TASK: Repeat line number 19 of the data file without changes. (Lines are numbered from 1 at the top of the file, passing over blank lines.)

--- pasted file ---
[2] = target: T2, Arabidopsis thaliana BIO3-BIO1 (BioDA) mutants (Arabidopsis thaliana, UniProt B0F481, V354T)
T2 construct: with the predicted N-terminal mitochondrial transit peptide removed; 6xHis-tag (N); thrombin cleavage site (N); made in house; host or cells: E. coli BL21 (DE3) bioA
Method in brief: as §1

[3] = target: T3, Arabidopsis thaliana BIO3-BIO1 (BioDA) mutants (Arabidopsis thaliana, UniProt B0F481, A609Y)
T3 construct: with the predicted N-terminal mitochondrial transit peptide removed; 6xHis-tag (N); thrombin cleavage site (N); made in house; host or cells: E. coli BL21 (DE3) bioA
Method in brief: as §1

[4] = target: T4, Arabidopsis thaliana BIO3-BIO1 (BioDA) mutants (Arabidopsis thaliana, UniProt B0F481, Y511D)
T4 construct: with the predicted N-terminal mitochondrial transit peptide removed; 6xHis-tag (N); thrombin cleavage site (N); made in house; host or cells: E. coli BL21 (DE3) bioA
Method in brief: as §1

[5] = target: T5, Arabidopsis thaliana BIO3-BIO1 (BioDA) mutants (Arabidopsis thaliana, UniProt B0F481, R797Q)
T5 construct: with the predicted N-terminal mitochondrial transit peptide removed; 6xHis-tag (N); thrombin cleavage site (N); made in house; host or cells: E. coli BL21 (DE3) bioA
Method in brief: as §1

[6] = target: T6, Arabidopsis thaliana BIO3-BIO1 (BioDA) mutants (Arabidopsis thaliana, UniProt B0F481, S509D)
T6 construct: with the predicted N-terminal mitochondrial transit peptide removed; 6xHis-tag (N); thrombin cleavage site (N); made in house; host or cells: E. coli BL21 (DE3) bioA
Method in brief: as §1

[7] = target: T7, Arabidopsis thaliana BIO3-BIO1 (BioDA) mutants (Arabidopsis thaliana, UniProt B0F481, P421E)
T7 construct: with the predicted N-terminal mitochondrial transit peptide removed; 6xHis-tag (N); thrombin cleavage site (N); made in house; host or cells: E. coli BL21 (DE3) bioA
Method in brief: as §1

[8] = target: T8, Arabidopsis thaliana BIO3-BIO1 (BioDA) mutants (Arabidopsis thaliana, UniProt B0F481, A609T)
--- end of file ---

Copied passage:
[8] = target: T8, Arabidopsis thaliana BIO3-BIO1 (BioDA) mutants (Arabidopsis thaliana, UniProt B0F481, A609T)